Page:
The Stop Light Model: Cognitive Behavioral Therapy

by Jessica

Depression will affect between 3-8 percent of the population by mid-adolescence.  Research supports CBT to be used with significant success with mild to moderate depression.  The National Institute of Mental Health has found that when treating major depression in adolescents with medication, CBT not only aids in a faster recovery, but also provides additional safeguards for those vulnerable to suicide.

CBT gives the adolescent a way of better understanding how their negative thoughts affect how they respond to different situations, and in turn, how they feel.  With the use of specific tools to change negative thoughts, youth are able to work their way out of depression.  One of the goals of CBT is cognitive restructuring which asks the client to identify his or her negative, unrealistic or unhelpful thoughts, evaluate evidence for and against these, and generate a more positive, realistic or helpful thought based on this evidence”
 This video gives one example of a CBT tool that can be used to aid in cognitive restructuring.

Cognitive Behavior Therapy and Medication. (n.d.). Retrieved July 15, 2012, from Worry Wise

Friedburg, R. D. (2009). Self-Instructional and Cognitive Restructuring Methods. In Cognitive Behavioral Therapy Techniques for Children and Adolescents (pp. 121-128). New York: The Guilford Press .

Gledhill, J., & Hodes, M. (2011). The Treatment of Adolescents with Depression. Current Medical Literature - Psychiatry 22(1) , 1-7.

Labbe, C. (2007). Depressed Adolescents Respond Best to Combination Treatment. Retrieved July 15, 2012, from National Institutie of Mental Health:

Rapport Building Developmental Assessment

The video demonstrates the use of drawing "Face Circles" and "Family Circles" in order to conduct a developmental assessment of a child while also building rapport.  Completing a developmental assessment allows an interviewer to later tailor questions to a particular child's competence and overall functioning, including motor skills, language, and cognitive skills.  This will aide in collecting the most reliable information from the child during later interviews.

Drawings can assist in building rapport with a child because drawing, typically, is an engaging activity and is an appropriate tool of communication with all ages of children.
The video also demonstrates the skill of inviting narrative from the child while both are engaged in drawing.  This allows the child to practice answering in narrative form while discussing neutral or positive topics.


Anderson, J., Ellefson, J., Lashley, J., Lukas Miller,  A., Olinger, S., Russell, A., Stauffer, J., & Weigman, J. (2010). The CornerHouse Forensic Interview Protocol: RATAC®. The Thomas M. Cooley Journal of Practical and Clinical Law, 12(2). 193-331.  Available at:

Hiltz, B. & Bauer, G. (2003). Drawings in forensic interviews of children. American Prosecutor's Research Institute, 16(3). Available at:

Monday, April 23, 2012

Using an ADHD rating scale

          As many as 3-9% of school aged children in the United States suffer from ADHD.  The use of an ADHD rating scale can help practitioners with the diagnosis for ADHD.  An ADHD rating scale can be filled out by any two different people who see the child on a regular basis in two different settings.  Most popular choices are parents and teachers.  There are a number of ADHD rating scales available; this is an example of one of them.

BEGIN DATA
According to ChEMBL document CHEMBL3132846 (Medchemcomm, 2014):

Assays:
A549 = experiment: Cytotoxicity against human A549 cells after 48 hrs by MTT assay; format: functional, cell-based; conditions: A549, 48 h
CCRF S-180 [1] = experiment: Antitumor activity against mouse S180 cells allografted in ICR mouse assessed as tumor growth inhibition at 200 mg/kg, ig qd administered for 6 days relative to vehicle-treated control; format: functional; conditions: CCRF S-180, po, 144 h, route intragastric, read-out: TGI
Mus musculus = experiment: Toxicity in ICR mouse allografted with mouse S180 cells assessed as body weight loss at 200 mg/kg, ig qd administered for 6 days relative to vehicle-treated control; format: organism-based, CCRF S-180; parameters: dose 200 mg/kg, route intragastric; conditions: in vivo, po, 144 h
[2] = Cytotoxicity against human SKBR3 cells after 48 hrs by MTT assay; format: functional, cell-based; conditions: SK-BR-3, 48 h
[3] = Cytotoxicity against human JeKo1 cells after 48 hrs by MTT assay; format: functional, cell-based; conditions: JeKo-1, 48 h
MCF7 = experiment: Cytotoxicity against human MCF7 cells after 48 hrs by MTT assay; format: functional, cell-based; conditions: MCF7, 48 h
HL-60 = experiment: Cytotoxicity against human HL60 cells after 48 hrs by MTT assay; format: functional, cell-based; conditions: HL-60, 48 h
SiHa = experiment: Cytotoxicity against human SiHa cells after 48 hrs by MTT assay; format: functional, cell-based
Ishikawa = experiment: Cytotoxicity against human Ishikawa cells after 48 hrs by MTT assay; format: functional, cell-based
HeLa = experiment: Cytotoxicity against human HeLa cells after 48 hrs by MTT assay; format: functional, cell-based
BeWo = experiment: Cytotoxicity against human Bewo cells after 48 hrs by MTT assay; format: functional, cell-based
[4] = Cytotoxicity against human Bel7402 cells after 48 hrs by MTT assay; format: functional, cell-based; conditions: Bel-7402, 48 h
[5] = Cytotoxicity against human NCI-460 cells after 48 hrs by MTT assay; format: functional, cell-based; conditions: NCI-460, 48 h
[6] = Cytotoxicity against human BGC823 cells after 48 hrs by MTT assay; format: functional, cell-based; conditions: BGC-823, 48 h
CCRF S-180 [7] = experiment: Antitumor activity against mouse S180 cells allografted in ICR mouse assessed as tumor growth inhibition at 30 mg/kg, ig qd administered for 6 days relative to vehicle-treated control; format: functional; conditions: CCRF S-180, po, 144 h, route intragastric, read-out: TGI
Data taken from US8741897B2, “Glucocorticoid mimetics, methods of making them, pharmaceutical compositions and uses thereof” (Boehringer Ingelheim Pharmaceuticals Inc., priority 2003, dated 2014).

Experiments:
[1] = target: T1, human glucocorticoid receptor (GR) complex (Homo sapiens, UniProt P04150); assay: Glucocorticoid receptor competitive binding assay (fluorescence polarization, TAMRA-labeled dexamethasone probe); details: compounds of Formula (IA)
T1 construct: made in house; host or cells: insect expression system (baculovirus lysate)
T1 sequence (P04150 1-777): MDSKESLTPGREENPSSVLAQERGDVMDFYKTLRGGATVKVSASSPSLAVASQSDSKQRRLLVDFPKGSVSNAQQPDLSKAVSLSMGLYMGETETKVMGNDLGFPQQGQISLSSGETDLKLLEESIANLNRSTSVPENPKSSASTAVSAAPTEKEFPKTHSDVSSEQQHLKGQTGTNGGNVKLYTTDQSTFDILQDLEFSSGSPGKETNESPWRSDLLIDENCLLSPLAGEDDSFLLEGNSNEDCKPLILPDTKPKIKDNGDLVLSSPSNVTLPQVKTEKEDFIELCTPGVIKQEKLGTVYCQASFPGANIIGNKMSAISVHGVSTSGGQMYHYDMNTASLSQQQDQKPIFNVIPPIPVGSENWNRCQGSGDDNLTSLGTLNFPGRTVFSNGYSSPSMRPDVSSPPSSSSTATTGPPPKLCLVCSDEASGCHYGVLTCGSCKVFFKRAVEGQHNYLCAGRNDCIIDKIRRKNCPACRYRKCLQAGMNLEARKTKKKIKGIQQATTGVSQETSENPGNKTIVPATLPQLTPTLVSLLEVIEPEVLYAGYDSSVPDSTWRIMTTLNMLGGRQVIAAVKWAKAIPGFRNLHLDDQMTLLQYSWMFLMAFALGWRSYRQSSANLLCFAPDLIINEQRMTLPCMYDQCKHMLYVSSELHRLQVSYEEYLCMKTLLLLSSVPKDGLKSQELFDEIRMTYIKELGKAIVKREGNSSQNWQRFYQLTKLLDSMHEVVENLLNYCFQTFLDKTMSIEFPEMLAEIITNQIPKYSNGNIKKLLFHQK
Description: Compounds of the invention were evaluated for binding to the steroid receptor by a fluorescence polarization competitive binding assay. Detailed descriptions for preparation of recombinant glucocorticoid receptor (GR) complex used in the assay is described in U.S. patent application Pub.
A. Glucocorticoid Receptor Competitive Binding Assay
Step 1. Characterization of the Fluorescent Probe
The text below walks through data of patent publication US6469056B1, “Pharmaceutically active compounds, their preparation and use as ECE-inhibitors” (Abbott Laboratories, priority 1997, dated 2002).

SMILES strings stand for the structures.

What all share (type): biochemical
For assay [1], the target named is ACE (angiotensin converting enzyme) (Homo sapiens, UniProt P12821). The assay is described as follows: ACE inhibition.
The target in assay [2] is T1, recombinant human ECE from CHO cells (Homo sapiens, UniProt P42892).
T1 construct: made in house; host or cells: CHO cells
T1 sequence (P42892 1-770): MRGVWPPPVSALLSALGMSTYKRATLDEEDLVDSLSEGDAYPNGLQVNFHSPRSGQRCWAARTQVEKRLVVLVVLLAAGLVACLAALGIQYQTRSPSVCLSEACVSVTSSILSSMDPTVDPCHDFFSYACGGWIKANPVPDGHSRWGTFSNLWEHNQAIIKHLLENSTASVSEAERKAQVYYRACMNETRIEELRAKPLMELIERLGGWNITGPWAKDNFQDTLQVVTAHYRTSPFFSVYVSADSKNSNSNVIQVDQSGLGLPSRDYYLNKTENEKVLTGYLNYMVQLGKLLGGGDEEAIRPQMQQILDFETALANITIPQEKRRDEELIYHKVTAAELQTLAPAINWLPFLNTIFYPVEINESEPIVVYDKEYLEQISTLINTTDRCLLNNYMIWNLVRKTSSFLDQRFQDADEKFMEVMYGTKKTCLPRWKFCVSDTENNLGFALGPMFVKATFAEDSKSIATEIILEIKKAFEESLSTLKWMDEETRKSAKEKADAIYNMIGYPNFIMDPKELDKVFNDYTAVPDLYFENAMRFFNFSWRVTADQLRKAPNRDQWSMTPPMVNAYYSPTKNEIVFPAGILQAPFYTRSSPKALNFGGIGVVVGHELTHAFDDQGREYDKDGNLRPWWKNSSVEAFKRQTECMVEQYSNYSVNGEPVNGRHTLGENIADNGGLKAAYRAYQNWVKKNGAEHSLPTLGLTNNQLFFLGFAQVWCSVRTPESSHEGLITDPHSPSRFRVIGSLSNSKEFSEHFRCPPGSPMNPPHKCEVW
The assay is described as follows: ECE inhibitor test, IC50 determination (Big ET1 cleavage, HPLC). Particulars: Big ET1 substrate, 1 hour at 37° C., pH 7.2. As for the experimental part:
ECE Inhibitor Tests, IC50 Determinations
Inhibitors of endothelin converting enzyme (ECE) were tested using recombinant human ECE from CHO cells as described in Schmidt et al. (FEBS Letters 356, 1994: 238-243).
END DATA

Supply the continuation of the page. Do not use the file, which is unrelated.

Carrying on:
by Kristin Petersen


Supporting the use of an ADHD rating scale are the following resources:

Saturday, April 21, 2012

Anxiety Body Signals in Children

Children seen in a mental health setting have an estimated occurrence of anxiety between 12-20% (Carter, 2010).  Often feelings of anxiety and its concurrent physical discomfort  can cause feelings of fear and confusion which may cause children to have avoidant or distracting responses. 

The therapeutic treatment in relation to anxiety in children and having primary efficacy is Cognitive Behavioral Therapy (CBT).  In the preliminary phase of CBT treatment, psycho-education, the clinician can assist the child to identify their body’s signals when anxious.  By being able to focus on their body’s responses to anxiety (e.g., which signals are the strongest and most noticeable) they become more self-aware and able to promptly use calming or relaxation techniques. 

The below-referenced articles provide more research regarding up-to-date information about anxiety and  children, Cognitive Behavioral Therapy (CBT) approaches, intervention techniques and applicable worksheets. 

Click here for a worksheet for discussing anxiety body signals with children.  This worksheet appears in the book called Anxiety by Stallard, referenced below.

by Tara Shirek

  1.  Carter, S. Managing anxiety in children. (2010). Retrieved on April 14, 2012 from:
  2. Jongsma, A. E., Peterson, L. M., & McInnis, W. P. (2006). Eating disorder. In T.J.Bruce (Ed.), The adolescent psychotherapy treatment planner (4th ed., pp. 109-117). Hoboken, New Jersey: John Wiley & Sons.
  3. Beidas, R.S. , Benjamin, C.L., Edmunds, J.M., Kendall, P.C., Puleo, C.M. (2010) Flexible Applications of the coping cat program for anxious youth. Cognitive Behavioral Practice 17(2): 142–153. doi:10.1016/j.cbpra.2009.11.002.
  4. Stallard, P. (2009). Anxiety: Cognitive behavior therapy with children and young people.  Routledge, London.

Friday, April 20, 2012

Reducing Pica Behavior

   Studies have found that some children may engage in Pica behaviors, because they receive an oral stimulation from the texture of the inedible item.  The use of a Pica Box follows this theory and attempts to replace inedible items with items that are edible, but have the same texture as the inedible item.  The video will demonstrate how to use a Pica Box to help reduce Pica behavior in children.  It will give examples of edible items that can be exchanged for inedible items and it will also give examples of verbal cues that can be used when intervening with the Pica behavior.